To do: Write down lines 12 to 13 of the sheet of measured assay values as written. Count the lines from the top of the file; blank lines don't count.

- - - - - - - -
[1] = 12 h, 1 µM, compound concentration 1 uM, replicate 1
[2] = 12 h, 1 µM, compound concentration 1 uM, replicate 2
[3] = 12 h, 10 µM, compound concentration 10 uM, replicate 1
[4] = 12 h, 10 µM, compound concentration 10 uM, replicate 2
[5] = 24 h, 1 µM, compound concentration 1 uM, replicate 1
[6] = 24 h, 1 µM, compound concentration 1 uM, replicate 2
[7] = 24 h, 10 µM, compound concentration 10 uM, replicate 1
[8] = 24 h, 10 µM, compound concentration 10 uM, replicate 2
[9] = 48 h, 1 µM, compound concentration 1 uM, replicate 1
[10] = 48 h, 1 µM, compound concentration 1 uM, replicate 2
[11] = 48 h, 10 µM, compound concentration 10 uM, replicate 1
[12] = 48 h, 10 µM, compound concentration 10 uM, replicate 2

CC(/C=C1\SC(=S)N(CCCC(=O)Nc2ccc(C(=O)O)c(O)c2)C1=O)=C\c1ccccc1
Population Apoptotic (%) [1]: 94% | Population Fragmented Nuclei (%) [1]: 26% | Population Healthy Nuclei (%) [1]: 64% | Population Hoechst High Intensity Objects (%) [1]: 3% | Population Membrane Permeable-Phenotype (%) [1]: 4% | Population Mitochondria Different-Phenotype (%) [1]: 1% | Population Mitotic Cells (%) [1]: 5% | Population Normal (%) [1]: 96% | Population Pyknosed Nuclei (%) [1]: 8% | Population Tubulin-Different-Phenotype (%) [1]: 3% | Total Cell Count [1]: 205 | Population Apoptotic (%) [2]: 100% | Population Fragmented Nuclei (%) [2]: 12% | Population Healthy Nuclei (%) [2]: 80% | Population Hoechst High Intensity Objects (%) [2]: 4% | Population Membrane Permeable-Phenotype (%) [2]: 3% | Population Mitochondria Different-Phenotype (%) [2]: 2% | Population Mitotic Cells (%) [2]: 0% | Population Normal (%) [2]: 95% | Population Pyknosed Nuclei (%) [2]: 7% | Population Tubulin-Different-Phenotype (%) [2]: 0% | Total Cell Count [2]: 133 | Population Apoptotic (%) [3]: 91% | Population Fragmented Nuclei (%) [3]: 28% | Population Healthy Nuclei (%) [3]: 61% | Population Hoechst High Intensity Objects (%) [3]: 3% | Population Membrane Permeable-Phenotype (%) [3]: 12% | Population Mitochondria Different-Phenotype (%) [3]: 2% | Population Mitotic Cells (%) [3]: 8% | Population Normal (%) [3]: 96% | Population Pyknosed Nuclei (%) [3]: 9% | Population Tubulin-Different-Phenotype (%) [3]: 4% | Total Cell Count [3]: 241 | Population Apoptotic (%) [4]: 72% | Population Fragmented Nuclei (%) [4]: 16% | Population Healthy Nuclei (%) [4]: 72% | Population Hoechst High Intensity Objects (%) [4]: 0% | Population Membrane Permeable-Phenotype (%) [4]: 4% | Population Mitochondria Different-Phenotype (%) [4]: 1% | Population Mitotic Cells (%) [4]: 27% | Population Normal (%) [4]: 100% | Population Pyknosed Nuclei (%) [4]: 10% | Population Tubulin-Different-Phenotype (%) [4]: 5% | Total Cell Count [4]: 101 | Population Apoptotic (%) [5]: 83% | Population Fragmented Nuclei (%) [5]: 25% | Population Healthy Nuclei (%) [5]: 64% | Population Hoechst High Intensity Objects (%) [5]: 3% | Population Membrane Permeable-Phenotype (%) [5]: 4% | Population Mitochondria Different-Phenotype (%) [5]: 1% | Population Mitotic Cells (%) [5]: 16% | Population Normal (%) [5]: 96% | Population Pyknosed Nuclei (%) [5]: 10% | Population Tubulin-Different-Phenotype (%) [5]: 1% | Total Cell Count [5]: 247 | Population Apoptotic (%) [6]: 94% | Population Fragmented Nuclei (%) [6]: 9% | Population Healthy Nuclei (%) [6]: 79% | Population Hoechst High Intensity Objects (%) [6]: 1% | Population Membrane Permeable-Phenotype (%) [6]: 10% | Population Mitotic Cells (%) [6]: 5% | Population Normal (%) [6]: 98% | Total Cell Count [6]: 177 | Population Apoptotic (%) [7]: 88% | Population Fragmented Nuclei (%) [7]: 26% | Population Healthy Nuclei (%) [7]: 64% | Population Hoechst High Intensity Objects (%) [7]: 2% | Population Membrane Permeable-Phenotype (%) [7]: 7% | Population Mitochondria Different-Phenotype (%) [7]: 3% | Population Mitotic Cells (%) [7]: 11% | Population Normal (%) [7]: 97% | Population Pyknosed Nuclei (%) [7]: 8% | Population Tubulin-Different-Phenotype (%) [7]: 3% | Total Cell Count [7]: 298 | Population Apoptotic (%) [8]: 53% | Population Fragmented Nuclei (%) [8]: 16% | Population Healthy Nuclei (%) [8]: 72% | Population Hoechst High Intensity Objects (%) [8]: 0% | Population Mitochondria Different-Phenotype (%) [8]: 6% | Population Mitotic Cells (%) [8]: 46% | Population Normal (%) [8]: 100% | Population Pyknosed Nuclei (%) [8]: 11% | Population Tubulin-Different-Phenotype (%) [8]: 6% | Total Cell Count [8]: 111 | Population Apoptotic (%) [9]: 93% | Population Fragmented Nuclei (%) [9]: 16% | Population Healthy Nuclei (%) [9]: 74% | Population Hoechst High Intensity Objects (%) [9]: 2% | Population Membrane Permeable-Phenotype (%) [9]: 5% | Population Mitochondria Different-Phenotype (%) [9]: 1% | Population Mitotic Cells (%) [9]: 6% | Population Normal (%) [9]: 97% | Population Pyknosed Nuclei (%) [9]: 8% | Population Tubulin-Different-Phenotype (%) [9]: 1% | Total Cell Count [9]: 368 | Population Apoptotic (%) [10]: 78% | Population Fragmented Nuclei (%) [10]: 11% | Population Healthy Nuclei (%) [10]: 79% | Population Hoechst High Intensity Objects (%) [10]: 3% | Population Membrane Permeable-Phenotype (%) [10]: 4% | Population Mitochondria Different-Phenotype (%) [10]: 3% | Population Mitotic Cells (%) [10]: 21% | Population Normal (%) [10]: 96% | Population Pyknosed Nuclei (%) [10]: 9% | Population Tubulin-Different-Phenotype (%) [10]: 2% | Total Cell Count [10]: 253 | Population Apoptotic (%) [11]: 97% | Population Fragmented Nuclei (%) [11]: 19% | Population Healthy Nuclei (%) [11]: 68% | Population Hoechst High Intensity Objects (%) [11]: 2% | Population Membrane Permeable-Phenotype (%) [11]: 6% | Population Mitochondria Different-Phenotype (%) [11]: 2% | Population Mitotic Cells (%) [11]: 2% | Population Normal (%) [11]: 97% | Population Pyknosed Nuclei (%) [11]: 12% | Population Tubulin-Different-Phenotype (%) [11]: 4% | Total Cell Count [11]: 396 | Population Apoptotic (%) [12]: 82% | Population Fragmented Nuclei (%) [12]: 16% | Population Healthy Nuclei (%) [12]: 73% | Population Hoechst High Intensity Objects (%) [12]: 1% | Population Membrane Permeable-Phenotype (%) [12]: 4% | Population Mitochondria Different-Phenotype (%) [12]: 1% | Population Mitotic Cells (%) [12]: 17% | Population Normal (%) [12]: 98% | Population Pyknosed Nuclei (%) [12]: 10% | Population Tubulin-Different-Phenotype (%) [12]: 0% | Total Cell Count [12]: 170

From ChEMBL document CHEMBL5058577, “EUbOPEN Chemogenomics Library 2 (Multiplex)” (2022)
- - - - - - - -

[12] = 48 h, 10 µM, compound concentration 10 uM, replicate 2

CC(/C=C1\SC(=S)N(CCCC(=O)Nc2ccc(C(=O)O)c(O)c2)C1=O)=C\c1ccccc1